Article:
White House press secretary Jen Psaki on Wednesday said the president "looks forward to attending the Senate Dem Caucus lunch today to continue making the case for a duel track approach to build the economy back better by investing in infrastructure, protecting our climate, and supporting the next generation of workers and families."
Biden’s plan to join Senate Democrats Wednesday comes after Senate Majority Leader Chuck Schumer, D-N.Y., late Tuesday said the Budget Committee had reached an agreement to allot $3.5 trillion for a spending package that would complete the president’s infrastructure plan.
"The Budget Committee has come to an agreement," Schumer told reporters following a closed-door meeting with Democratic lawmakers.
"You add that to the $600 billion in a bipartisan plan and you get to $4.1 trillion, which is very, very close to what President Biden has asked us for," Schumer said. "Every major program that President Biden has asked us for is funded in a robust way."
The plan will fund a budget reconciliation package so that Democratic lawmakers can sidestep the need for GOP support and shield the funds from a filibuster.
The budget will cover costs to expand Medicare, address climate change, child care and education – all big-ticket items deemed "human infrastructure" that Republicans said they would fervently reject.
"We are very proud of this plan. We know we have a long road to go. We're going to get this done for the sake of making average Americans' lives a whole lot better," Schumer said.
Last month, the president signed off on a $953 billion infrastructure plan after meeting with five Democrats and five Republicans who hammered out the agreement in the Senate. The deal achieves a top priority for Biden's political agenda: signaling to the American public that he can build bridges and find consensus with Republicans.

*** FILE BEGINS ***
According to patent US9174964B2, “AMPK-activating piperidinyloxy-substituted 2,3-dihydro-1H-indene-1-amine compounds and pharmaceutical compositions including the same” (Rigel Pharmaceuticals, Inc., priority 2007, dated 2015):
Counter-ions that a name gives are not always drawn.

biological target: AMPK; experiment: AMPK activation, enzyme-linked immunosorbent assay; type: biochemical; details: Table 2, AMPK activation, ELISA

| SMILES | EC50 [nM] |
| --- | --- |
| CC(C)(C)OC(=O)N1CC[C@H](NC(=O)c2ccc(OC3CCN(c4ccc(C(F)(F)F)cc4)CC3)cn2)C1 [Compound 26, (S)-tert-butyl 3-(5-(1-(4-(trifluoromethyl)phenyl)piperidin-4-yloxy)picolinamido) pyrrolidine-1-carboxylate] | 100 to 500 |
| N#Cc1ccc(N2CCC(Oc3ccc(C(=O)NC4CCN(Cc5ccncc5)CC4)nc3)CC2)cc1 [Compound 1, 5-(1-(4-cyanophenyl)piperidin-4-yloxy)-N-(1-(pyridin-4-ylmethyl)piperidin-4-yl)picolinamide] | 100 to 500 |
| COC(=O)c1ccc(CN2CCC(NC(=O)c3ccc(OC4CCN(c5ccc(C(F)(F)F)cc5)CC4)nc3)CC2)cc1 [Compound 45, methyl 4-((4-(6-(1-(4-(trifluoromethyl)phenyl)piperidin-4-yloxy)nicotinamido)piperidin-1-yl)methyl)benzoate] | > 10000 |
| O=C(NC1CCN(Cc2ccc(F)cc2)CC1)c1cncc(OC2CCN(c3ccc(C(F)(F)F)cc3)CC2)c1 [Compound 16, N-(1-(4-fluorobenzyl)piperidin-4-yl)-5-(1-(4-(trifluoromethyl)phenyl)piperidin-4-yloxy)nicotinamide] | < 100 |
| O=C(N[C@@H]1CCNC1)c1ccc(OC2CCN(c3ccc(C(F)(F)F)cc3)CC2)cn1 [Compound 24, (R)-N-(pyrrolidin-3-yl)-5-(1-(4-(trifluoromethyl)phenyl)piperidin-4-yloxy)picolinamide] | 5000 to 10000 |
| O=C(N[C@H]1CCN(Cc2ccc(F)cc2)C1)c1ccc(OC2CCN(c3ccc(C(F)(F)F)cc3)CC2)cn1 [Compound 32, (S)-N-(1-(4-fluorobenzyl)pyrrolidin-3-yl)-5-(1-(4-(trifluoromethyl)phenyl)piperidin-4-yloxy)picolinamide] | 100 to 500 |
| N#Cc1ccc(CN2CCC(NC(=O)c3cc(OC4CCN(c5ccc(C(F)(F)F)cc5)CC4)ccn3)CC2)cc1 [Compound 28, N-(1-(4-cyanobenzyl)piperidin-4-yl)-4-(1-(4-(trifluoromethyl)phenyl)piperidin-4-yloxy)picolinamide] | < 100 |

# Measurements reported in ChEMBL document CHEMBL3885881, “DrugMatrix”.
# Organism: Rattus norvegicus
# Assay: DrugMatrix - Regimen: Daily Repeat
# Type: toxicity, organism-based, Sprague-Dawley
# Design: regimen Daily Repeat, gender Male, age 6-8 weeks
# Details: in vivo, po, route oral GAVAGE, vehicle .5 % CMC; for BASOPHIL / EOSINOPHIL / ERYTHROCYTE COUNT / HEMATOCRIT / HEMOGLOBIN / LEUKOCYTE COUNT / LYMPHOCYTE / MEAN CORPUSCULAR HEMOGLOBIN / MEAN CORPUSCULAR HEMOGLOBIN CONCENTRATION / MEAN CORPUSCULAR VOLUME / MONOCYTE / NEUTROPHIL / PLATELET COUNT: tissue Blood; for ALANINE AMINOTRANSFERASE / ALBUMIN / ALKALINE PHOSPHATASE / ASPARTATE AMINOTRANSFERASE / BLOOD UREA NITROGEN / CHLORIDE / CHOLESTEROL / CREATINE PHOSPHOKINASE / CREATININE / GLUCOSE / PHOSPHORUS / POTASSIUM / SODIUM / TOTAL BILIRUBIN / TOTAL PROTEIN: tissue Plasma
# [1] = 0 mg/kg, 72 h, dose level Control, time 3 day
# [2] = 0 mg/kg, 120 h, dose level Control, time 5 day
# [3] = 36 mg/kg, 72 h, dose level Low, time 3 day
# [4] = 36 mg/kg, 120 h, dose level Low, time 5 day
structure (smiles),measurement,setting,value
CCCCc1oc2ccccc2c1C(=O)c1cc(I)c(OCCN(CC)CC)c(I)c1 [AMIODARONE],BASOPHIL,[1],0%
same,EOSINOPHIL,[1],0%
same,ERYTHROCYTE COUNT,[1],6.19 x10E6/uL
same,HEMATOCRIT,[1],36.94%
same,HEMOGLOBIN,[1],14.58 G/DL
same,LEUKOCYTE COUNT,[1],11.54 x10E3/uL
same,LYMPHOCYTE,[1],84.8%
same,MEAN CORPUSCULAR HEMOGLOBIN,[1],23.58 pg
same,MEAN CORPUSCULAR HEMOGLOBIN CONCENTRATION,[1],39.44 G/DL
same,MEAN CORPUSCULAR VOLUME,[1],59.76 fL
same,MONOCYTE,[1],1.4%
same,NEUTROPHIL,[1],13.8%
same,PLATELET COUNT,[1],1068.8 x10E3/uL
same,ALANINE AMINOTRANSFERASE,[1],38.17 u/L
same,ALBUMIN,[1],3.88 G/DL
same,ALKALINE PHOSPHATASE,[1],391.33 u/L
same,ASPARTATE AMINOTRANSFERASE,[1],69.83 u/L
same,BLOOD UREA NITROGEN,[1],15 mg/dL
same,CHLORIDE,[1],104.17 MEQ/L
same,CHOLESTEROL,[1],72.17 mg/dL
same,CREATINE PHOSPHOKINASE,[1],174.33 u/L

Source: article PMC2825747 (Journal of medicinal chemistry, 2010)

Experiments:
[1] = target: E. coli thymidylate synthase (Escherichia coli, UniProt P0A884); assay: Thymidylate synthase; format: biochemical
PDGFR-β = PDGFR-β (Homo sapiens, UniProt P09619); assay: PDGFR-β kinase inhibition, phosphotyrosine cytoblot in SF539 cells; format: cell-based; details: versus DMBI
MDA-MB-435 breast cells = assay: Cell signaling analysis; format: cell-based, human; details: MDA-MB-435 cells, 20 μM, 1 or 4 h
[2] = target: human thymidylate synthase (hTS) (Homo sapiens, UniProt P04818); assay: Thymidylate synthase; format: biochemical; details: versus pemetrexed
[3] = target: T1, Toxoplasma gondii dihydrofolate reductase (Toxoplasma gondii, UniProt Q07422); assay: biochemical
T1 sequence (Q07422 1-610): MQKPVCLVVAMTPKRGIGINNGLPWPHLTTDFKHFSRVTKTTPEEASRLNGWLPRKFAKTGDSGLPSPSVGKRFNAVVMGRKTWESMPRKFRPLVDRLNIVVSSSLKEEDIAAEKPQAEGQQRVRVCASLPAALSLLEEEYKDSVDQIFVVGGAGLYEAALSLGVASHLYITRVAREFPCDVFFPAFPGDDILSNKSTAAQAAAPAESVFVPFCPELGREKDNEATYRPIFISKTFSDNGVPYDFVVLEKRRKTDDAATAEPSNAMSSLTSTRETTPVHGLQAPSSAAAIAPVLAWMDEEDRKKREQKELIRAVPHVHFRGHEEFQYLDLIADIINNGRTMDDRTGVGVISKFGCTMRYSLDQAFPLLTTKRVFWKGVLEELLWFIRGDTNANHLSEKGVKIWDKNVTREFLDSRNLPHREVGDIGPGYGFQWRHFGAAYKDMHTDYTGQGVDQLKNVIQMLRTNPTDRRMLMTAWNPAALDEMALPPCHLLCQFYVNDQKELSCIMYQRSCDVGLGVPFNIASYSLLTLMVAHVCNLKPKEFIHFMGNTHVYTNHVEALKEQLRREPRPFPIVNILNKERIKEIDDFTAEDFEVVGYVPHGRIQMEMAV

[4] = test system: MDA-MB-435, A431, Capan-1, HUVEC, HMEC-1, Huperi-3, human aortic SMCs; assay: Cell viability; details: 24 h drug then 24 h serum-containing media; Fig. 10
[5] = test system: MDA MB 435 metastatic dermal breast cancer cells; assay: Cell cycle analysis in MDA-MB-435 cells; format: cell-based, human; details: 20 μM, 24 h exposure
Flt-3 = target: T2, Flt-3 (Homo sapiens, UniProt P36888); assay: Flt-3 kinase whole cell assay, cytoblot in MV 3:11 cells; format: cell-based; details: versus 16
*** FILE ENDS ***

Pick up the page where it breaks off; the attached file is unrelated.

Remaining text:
The bipartisan framework includes about $559 billion in new spending that will be invested in roads, broadband internet, electric utilities and other traditional infrastructure projects over the next five years.
The president, earlier this year, rolled out his $1.9 trillion American Jobs Plan – his proposal to rebuild the nation’s infrastructure and pump money into manufacturing, transportation, renewable energy and combating climate change – saying it "will add millions of jobs and trillions of dollars in economic growth for years to come."
Biden also, earlier this year, introduced his $1.8 trillion American Families Plan, which calls for universal "high-quality preschool" for all children between the ages of 3 and 4.
The plan would provide two years of free community college to be made available to all Americans, in addition to offering new funding for historically Black colleges and other minority-serving institutions. The plan would also bring a renewed focus on teacher training in the United States, as well as expanded child tax credits and a national paid leave program.
Fox News' Caitlin McFall, Marisa Schultz and the Associated Press contributed to this report.